In yesterday's Business & Finance section, Federal Reserve Board governor J. Charles Partee was misquoted as saying interest rate could dip to between 5 and 7 percent in a year or two. The reference was to inflation rates.

Federal Reserve Board Governor J. Charles Partee warned the financial community yesterday to expect one or two more years of "soggy, deteriorating economic conditions," high and variable interest rates, and vigorous competition for tight funds.

Speaking to the National Bankers Association, Partee advised members to devise innovative ways to replace declining core deposits, minimize their risks by better matching rates on assets and liabilities, price their services to cover costs, and be "extremely careful" about credit risks. He said inefficient institutions will have difficulty surviving.

Despite his professed inability to forecast interest rates, Partee said his most optimistic scenario calls for interest rates to be in the range of 5 percent to 7 percent in a year or two. Faced with audience skepticism, he waxed poetic about one brief period between 1961 and 1964 (the Kennedy, pre-Vietnam years) when wage and price expectations abated and the system was stable and robust.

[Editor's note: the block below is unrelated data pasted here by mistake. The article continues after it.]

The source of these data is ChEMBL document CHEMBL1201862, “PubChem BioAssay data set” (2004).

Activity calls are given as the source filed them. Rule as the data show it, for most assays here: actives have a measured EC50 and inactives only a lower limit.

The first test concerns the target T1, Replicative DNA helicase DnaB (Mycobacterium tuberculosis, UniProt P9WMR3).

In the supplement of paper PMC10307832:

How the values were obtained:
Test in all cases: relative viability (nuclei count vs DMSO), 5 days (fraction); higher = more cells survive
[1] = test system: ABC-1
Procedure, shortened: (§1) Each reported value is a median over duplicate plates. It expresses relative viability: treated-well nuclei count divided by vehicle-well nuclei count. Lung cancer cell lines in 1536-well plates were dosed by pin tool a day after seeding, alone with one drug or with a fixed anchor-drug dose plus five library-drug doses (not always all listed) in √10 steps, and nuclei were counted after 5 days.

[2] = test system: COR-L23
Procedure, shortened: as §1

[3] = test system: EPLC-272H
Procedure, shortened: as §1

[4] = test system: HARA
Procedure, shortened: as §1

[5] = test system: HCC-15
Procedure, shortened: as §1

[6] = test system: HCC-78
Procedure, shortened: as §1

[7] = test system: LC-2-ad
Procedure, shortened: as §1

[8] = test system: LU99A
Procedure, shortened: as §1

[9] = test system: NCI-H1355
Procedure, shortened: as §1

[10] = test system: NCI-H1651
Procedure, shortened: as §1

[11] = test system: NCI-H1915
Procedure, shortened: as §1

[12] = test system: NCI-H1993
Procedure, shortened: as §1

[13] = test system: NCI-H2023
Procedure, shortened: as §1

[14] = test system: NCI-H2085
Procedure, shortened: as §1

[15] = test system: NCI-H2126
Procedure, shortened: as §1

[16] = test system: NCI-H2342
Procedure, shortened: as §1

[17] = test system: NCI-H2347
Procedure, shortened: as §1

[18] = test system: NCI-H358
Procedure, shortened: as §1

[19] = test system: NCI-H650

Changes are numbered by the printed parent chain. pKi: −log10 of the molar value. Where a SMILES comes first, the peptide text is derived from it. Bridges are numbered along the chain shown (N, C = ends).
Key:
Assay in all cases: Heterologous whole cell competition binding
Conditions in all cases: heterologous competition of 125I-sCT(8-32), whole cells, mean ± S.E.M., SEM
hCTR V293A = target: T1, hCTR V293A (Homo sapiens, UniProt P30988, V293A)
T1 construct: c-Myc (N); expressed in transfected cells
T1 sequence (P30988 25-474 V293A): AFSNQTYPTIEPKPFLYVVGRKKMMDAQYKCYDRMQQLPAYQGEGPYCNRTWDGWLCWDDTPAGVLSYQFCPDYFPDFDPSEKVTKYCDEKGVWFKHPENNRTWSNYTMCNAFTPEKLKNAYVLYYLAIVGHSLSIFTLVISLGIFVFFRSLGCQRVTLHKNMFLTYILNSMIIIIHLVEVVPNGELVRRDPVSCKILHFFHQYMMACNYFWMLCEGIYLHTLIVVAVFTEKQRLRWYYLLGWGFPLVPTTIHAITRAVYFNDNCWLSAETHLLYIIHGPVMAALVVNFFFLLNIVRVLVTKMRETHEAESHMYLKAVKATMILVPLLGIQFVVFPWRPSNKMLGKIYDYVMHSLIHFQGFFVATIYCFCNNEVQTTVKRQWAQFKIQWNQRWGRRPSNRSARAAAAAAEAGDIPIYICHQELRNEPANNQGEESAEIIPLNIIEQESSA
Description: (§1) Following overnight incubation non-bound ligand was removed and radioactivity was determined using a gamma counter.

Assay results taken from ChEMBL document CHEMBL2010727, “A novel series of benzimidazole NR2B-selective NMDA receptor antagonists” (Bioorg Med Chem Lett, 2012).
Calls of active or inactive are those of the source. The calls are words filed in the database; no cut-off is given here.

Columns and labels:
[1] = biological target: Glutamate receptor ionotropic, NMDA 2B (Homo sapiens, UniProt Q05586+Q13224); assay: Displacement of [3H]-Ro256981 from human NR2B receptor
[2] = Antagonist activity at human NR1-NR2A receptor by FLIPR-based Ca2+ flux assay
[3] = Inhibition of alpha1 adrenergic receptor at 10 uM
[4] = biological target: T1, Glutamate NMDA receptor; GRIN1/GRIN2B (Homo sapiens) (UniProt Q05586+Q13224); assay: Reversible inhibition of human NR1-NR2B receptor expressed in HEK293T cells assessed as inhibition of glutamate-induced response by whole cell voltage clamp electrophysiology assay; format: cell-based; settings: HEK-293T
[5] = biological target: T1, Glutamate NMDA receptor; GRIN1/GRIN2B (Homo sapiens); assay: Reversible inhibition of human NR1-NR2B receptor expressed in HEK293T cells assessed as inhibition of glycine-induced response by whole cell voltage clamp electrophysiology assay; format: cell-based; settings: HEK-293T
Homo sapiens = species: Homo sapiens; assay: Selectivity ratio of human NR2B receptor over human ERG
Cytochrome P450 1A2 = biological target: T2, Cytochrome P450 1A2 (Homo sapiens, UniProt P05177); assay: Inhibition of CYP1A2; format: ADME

C.F. Muckenfuss III, senior deputy comptroller in the Office of the Comptroller of the Currency, said his policy is to deregulate the industry as quickly as possible, starting with ceilings on interest rates. As for interstate banking, he declared, "I hope you don't spend the rest of the decade discussing this while [nonbanks] sweep around you the way the Germans swept around the Maginot Line."

In a further reference to the war between depository institutions and nonbank financial conglomerates such as Merrill Lynch & Co., Muchenfuss told the bankers the most important issue for the future is what types of products each will offer.